Surveys provide an assessment of a property’s condition - and it’s crucial not to underestimate their importance when planning to buy a home. This is because, despite the initial financial outlay, the survey has the potential to save you money.
When do you commission a survey?
In England and Wales, it’s usual to commission a survey after making an offer but before proceeding to exchange. It is also possible, if less usual, to undertake a survey prior to making an offer.
What sort of survey do you need?
There are several different types.
1. A mortgage valuation
Not strictly speaking a survey, a mortgage valuation does pretty much what it says on the tin. Its function is to reassure a mortgage lender that the property is worth the purchase price and, therefore, that should the borrower default on the loan, the lender can be confident of recouping its loss from a forced sale.
The lender will instruct the valuer from a panel of approved professionals but the borrower bears the cost. Sometimes this takes the form of an additional charge but sometimes it may be subsumed into the mortgage itself.
A mortgage valuation will benchmark the property’s proposed selling price against recent sold property prices of similar homes in the same area. It will also highlight any particular issues or features that may affect the property’s overall value, although it will not provide a detailed assessment of that property’s condition. The result is a short report of typically no more than 3 pages. What’s more, lenders do not always automatically share that report with the borrower. To be sure that a survey has picked up relevant issues, a prudent buyer is likely to look for more than just a mortgage valuation. Note also that a cash buyer may have as much to benefit from a survey as someone who’s buying with the help of a mortgage.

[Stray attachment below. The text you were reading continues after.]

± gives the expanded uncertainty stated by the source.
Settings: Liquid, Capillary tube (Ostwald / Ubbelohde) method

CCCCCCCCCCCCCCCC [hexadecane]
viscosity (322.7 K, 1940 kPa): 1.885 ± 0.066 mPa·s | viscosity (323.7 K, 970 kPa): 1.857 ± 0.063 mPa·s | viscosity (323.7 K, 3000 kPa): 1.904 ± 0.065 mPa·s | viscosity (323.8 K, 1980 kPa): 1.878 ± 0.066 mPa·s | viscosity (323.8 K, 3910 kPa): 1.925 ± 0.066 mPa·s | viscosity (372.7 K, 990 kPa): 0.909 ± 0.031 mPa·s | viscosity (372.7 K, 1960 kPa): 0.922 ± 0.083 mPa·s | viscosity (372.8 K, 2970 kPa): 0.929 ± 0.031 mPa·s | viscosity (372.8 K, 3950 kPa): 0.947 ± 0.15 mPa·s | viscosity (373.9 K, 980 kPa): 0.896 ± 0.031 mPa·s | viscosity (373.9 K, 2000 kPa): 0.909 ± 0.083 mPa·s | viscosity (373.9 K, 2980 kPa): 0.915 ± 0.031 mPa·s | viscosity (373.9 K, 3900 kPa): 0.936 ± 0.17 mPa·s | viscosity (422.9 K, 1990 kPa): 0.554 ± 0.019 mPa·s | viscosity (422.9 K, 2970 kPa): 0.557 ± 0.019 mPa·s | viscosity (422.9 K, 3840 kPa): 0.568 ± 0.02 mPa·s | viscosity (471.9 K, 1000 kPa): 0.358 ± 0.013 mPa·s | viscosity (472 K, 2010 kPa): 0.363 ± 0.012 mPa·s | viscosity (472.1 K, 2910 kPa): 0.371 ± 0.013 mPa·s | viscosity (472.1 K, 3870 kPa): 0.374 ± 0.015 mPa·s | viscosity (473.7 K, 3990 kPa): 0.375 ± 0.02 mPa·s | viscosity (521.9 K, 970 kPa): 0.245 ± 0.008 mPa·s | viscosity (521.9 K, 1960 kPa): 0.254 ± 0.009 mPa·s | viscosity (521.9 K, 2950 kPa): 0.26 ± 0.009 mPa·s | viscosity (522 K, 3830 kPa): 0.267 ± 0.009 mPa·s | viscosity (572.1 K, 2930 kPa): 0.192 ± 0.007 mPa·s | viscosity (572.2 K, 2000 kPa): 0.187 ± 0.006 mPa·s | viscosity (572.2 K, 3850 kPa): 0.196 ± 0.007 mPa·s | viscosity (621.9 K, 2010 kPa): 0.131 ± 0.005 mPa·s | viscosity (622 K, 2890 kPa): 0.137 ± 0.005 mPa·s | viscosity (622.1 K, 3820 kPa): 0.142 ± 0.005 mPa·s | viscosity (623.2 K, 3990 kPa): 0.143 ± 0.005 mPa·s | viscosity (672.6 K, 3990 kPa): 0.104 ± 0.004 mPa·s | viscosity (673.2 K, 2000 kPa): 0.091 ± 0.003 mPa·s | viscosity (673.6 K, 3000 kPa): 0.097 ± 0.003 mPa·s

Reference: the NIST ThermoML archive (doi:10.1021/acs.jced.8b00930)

2. A condition report
Essentially designed to complement the mortgage valuation, most condition reports provide a traffic light assessment of a property’s condition. For example, a condition report may give a green light to the building’s roof, an amber one to its chimney stack and a green one to its windows. In addition, it should also provide a general summary of the property’s defects and any issues - for example, nearby large trees - that may affect its future condition. However, it will not include a valuation or advice on how to tackle any issues identified.
3. Homebuyer report
The most popular survey, a homebuyer report provides additional comfort to the buyer that the property they plan to purchase is not suffering from major structural defects. The report will also contain details of any recommended repairs including their estimated costs. For many conventional homes of no great age, a homebuyer report may be adequate. It’s also relatively inexpensive, starting at around £400. However, it’s important to bear in mind that a homebuyer report is the result of a relatively superficial inspection of a property. For instance, the surveyor will not go into the attic or look under the floorboards. As a result, potential issues may go undetected.
Buyers can choose a homebuyer’s report with or without a valuation and insurance reinstatement assessment (the former is obviously the more expensive option).
4. Home condition survey